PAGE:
It rained every day.
Cairo was rib-dry, glass-eye-dry
but every night in my dreams we drowned.

The bathtub was stone. Set in the middle of
a tile floor. Verdigris. Verdant. Moss in the cracks.
Ancient pharaohs bathed with less abandon

than you. Head back. Wet throat.
Skin to stone. Outside the city simmered with heat. Inside,
you grew like a fish.

We drank our coffee thick and sheer.
We were naked as stones, arguing like birds about
nothing, meaning nothing, just

preparing for flight. Just Turkish coffee and
sun. The yellow dogs swaying their ribs. You fed
them bread. And the long sweet slant of your wrist.

I thought: We will pay for this.
Someone will charge us day by day. A
price for exuberance. I went out.

Dust in my lips, in my ears.
Flat and saltless, like unleavened bread. I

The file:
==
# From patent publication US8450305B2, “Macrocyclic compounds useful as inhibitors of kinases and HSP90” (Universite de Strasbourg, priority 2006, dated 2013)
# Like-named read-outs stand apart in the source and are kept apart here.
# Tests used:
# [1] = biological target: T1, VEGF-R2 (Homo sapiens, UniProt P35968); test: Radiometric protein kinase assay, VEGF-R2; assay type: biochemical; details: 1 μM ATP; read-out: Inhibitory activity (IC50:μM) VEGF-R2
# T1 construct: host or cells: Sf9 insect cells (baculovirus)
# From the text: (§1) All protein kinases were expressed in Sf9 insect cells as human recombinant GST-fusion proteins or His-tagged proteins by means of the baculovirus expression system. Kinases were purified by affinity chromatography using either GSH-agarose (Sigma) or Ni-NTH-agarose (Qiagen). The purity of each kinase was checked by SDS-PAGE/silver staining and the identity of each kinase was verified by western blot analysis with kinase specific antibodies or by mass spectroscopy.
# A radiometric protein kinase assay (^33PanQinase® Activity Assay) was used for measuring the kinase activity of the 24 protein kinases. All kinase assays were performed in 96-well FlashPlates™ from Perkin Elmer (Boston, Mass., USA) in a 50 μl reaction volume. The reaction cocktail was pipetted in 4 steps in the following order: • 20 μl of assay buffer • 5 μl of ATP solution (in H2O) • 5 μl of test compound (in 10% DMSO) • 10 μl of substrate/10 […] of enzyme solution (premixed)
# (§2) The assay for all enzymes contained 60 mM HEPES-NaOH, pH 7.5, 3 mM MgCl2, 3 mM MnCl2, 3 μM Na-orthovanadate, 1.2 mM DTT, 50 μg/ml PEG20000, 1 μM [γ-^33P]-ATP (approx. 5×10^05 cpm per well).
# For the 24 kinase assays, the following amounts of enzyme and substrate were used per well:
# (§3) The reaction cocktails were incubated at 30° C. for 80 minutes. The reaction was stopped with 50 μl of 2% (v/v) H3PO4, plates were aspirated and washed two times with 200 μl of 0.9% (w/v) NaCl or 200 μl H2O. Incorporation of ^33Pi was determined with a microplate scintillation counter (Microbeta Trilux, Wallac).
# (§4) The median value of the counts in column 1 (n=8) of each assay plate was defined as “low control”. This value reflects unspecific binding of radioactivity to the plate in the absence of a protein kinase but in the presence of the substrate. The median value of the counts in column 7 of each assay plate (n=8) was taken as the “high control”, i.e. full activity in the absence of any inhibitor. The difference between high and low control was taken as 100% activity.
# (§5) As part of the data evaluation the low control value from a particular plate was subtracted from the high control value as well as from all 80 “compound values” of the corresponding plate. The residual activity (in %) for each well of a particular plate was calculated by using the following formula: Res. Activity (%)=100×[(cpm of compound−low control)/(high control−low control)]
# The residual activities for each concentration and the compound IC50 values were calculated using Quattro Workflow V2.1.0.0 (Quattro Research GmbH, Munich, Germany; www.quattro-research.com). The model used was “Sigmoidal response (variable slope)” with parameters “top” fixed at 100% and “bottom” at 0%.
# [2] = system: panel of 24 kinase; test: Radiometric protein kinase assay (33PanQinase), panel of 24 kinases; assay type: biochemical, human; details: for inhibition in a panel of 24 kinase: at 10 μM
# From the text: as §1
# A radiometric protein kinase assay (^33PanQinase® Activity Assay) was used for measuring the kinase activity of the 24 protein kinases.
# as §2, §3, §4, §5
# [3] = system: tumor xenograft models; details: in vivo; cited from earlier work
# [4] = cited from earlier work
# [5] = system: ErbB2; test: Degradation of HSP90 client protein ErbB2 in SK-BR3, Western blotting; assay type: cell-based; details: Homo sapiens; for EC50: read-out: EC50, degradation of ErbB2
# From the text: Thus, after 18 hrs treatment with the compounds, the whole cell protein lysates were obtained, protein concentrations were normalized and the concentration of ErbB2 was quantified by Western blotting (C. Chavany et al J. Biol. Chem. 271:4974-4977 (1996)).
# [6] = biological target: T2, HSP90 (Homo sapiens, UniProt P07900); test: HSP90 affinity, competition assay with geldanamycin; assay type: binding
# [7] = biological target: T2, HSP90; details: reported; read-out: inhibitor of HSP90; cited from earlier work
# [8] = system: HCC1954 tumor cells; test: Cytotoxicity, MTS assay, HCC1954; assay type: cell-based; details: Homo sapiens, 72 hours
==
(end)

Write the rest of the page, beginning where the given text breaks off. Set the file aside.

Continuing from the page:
walked and waited for the flood.

The locusts. The plagues. The pharaohs,
long-dead and staggering over the sands from beyond. But
no gods showed up to punish us.

A year passed. I came to you again.
Same heat, same dust, awake or asleep
everything is mirage.

We sat in your car and the engine ran.
Even the air between us ached.
I thought: here is the price come to our door at last,

but I knew it was no curse. We’re not so special.
Just a story so old it has escaped its meaning:
How things of one fabric fall to pieces.

Your engine idled and I dreamed wide
and blind that I ran you a bath.
Your skin grew scales. We swam together.

We had fish-language, based in water.
When it rained, our language grew.

Jen Silverman is a playwright and writer based in New York.

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